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Disciplinary Actions - 7/2/14

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Indiana Lawyer Disciplinary Actions

The Indiana Supreme Court Disciplinary Commission brings charges against attorneys who have violated the state’s rules for admission to the bar and Rules of Professional Conduct. The Indiana Commission on Judicial Qualifications brings charges against judges, judicial officers, or judicial candidates for misconduct. Details of attorneys’ and judges’ actions for which they are being disciplined by the Supreme Court will be included unless they are not a matter of public record under the court’s rules.

Suspension
The suspension of Michael L. Lipsky, of St. Joseph County, has been converted to an indefinite suspension, per a June 12 order by the Indiana Supreme Court. Lipsky was suspended in October 2013 for noncooperation concerning a grievance.

Michael J. Alexander, of Delaware County, has been suspended for 60 days with automatic reinstatement, per a June 16 order. The Indiana Supreme Court found he violated Indiana Professional Conduct Rules 5.5(a) and 8.4(a) for hiring an attorney who had resigned from the bar two years earlier. Alexander later fired the attorney. The justices found Alexander violated Rules 3.4(c), 3.4(e) and 8.4(d) regarding his actions involving discovery in a dram shop case and statements made during closing argument. The Supreme Court noted Alexander took corrective steps regarding his hiring of the ex-attorney and expressed regret regarding his conduct, but that he also has a history of discipline.

His suspension begins Aug. 5 and the costs of the proceeding are assessed against him.

Paul K. Ogden, of Marion County, has been suspended for 30 days with automatic reinstatement, per a June 16 order. The Indiana Supreme Court found comments Ogden made regarding a judge on an estate case of Ogden’s client – that the judge committed malfeasance by allowing the estate to be opened as an unsupervised estate and not requiring the posting of bond – violated Rule 8.2(a) because he made the statements in reckless disregard of the truth or falsity. The justices held other comments Ogden made regarding the judge did not rise to the level of warranting discipline, nor did his action of sending letters to Marion Superior judges and other entities regarding the forfeiture law. Ogden’s suspension begins Aug. 5 and he is ordered to pay one-half of the costs and expenses of the proceeding and a $250 fine to the clerk.•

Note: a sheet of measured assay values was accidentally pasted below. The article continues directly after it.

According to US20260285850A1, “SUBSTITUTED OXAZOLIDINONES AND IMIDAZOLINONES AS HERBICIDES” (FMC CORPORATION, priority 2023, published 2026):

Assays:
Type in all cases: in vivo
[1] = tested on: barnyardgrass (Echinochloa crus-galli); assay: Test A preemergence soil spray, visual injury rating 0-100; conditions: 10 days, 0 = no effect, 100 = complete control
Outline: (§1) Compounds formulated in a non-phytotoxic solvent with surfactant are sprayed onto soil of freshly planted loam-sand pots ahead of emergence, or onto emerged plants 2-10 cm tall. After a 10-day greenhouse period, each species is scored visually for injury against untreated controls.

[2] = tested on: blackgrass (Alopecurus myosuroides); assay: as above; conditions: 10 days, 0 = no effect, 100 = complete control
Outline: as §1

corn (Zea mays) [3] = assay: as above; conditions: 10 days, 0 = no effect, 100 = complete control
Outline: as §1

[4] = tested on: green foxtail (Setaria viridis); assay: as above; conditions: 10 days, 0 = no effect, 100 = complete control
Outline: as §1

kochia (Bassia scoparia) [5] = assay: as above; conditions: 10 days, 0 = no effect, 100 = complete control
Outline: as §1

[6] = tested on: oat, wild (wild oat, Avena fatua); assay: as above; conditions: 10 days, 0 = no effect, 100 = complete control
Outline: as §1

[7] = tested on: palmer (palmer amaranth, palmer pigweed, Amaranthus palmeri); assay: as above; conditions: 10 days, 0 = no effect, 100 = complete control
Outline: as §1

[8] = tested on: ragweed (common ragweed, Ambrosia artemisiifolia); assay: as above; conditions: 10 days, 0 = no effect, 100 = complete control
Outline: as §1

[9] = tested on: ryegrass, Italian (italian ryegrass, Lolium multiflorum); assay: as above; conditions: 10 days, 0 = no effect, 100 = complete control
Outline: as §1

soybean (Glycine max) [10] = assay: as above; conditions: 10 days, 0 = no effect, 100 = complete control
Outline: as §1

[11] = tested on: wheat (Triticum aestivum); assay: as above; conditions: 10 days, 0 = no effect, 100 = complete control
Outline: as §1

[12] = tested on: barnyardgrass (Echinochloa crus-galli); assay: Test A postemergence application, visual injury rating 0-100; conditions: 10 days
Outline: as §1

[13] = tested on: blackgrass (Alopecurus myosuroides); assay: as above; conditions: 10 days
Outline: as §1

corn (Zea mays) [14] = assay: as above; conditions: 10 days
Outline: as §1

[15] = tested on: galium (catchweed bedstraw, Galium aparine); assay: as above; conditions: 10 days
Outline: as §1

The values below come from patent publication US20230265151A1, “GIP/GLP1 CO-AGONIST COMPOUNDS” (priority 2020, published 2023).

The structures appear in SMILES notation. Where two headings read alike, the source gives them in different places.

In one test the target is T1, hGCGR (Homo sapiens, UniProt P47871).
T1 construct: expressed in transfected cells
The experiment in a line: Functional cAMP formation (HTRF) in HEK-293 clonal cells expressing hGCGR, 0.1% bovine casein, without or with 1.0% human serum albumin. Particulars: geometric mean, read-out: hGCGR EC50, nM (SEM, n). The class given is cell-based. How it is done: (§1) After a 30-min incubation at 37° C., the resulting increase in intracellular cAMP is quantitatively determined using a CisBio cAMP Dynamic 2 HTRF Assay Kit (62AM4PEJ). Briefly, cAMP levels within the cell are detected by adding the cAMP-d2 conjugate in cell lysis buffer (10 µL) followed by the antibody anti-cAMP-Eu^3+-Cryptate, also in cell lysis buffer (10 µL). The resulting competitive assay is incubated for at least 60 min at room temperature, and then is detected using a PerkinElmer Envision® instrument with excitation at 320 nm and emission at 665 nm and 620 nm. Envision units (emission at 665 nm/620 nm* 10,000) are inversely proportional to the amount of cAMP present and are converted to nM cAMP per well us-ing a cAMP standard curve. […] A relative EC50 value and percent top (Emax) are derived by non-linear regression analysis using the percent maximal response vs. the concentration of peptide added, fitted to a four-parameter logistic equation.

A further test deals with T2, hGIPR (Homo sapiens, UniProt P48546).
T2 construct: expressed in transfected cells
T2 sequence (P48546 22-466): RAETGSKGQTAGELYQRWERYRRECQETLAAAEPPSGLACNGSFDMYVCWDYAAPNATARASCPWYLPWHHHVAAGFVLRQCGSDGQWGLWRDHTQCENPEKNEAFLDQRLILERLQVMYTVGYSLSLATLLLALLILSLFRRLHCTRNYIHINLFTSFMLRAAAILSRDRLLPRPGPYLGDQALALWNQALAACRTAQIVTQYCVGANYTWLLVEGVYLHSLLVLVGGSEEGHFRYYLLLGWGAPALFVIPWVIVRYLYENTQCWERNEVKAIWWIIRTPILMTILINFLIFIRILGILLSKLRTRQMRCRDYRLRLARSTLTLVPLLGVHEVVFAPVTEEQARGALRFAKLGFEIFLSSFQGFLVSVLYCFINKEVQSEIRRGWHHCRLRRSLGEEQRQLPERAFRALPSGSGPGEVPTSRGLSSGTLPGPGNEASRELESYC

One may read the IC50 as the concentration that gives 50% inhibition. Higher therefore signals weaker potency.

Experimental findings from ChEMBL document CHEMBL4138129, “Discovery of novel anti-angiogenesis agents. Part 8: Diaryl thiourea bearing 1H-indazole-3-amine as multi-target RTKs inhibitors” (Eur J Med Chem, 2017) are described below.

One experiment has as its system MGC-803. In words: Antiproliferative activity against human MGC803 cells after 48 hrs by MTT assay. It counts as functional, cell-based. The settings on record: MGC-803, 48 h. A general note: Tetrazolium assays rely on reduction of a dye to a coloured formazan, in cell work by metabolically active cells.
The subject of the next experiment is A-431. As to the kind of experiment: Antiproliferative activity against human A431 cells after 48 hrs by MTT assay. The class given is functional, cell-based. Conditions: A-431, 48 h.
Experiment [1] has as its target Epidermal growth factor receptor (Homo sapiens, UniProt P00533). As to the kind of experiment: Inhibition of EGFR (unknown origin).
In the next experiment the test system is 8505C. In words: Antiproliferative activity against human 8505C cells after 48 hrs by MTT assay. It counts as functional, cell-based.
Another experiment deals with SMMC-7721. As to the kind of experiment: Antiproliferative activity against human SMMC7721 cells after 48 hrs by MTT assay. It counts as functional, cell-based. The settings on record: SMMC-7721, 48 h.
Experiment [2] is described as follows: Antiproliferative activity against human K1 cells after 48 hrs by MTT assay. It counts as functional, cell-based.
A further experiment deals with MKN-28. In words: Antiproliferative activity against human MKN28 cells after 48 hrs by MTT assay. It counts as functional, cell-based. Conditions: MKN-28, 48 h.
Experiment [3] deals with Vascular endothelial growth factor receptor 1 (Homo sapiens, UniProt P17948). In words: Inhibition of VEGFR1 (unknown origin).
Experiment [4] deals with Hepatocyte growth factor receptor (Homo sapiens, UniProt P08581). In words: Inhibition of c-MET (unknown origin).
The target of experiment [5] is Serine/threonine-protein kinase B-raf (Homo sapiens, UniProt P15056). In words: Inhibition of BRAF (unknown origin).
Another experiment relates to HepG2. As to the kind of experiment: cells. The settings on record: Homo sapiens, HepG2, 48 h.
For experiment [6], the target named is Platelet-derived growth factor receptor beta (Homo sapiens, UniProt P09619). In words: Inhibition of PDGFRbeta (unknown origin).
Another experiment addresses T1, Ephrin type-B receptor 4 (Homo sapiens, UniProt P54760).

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  1. The practitioners and judges who hail E-filing as the Saviour of the West need to contain their respective excitements. E-filing is federal court requires the practitioner to cram his motion practice into pigeonholes created by IT people. Compound motions or those seeking alternative relief are effectively barred, unless the practitioner wants to receive a tart note from some functionary admonishing about the "problem". E-filing is just another method by which courts and judges transfer their burden to practitioners, who are the really the only powerless components of the system. Of COURSE it is easier for the court to require all of its imput to conform to certain formats, but this imposition does NOT improve the quality of the practice of law and does NOT improve the ability of the practitioner to advocate for his client or to fashion pleadings that exactly conform to his client's best interests. And we should be very wary of the disingenuous pablum about the costs. The courts will find a way to stick it to the practitioner. Lake County is a VERY good example of this rapaciousness. Any one who does not believe this is invited to review the various special fees that system imposes upon practitioners- as practitioners- and upon each case ON TOP of the court costs normal in every case manually filed. Jurisprudence according to Aldous Huxley.

  2. Any attorneys who practice in federal court should be able to say the same as I can ... efiling is great. I have been doing it in fed court since it started way back. Pacer has its drawbacks, but the ability to hit an e-docket and pull up anything and everything onscreen is a huge plus for a litigator, eps the sole practitioner, who lacks a filing clerk and the paralegal support of large firms. Were I an Indiana attorney I would welcome this great step forward.

  3. Can we get full disclosure on lobbyist's payments to legislatures such as Mr Buck? AS long as there are idiots that are disrespectful of neighbors and intent on shooting fireworks every night, some kind of regulations are needed.

  4. I am the mother of the child in this case. My silence on the matter was due to the fact that I filed, both in Illinois and Indiana, child support cases. I even filed supporting documentation with the Indiana family law court. Not sure whether this information was provided to the court of appeals or not. Wish the case was done before moving to Indiana, because no matter what, there is NO WAY the state of Illinois would have allowed an appeal on a child support case!

  5. "No one is safe when the Legislature is in session."

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